State regulators in Illinois are staking out a unique foothold in an area of growing concern among public utilities: the security of information and digital assets in the smart-grid era.
Wind power represents more than 80 percent of the new electricity generating capacity built in the Midwest and Great Plains states over the past five years as the industry continues to grow, according to a report released today.
Advocates pushing to expand electric vehicle adoption across the Midwest are “a little disappointed” in the selection of U.S. cities to receive funding for EV infrastructure under last year’s Volkswagen settlement.
In Minnesota, Lt. Gov. Tina Smith has emerged as the Democratic Party’s most outspoken proponent for clean energy.
The Paris Climate Agreement could well remain intact despite the Trump administration’s earlier statements and actions on the Clean Power Plan, according to the lead climate lawyer who worked on the deal.
States across the Midwest are updating their interconnection rules for solar customers, a process likely to cut the time and money required to establish a connection to the grid. In addition, the new standards will equip utilities to efficiently process solar applications as their numbers likely escalate in coming years, according to an attorney who worked on revisions recently approved by the Iowa Utilities Board. Updated and improved interconnection standards are “a critical part of moving distributed generation ahead. And having clear, fair and efficient interconnection rules is critical to enabling a healthy distributed generation market,” said Sky Stanfield, an attorney who was involved in negotiating the new standards. The costs of interconnection are among the “soft costs” of solar installation that have not fallen along with the hardware costs of solar panels in recent years.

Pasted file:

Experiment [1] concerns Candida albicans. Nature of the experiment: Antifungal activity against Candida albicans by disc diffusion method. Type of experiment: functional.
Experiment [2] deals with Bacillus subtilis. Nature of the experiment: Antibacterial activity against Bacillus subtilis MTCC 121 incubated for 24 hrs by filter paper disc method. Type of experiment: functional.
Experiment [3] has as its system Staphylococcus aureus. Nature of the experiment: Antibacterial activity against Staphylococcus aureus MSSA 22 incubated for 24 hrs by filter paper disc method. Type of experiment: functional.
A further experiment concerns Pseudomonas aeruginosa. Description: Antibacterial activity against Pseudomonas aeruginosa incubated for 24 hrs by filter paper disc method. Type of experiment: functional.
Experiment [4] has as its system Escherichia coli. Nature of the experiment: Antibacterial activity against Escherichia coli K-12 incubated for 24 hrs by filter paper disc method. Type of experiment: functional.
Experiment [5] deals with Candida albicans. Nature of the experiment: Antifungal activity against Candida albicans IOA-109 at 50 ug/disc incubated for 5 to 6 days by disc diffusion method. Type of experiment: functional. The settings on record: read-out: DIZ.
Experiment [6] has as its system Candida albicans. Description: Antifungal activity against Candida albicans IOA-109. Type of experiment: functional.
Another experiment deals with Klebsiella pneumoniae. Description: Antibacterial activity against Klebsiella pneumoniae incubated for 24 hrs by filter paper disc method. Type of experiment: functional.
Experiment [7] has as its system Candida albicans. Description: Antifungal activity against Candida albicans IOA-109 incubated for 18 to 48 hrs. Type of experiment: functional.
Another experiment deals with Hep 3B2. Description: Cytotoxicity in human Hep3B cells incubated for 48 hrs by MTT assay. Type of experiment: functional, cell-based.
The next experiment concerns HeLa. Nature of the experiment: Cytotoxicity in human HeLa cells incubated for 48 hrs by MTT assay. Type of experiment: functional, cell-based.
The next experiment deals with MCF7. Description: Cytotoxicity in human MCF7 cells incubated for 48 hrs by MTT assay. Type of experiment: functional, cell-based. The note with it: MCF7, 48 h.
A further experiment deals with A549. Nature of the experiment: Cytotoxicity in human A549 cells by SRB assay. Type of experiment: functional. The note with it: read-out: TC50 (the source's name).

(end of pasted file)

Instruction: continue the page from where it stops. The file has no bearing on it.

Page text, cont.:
An Illinois program helps students learn about science and prepare for possible careers in the clean energy field.
A bill to subsidize FirstEnergy’s Davis-Besse and Perry nuclear plants presents potential conflicts under Ohio and federal law.
When commercial real-estate firm Zeller Realty Group bought a postmodern staple of Chicago’s iconic skyline in 2014, it faced an energy-inefficiency quagmire.
A new pilot project from Illinois’ largest utility is bringing energy storage out from behind the substation and into the neighborhood.
At a Chicago conference, participants try to figure out who should pay for grid modernization efforts and how to quantify costs and benefits that are often intangible or based on a constantly shifting mosaic of variables.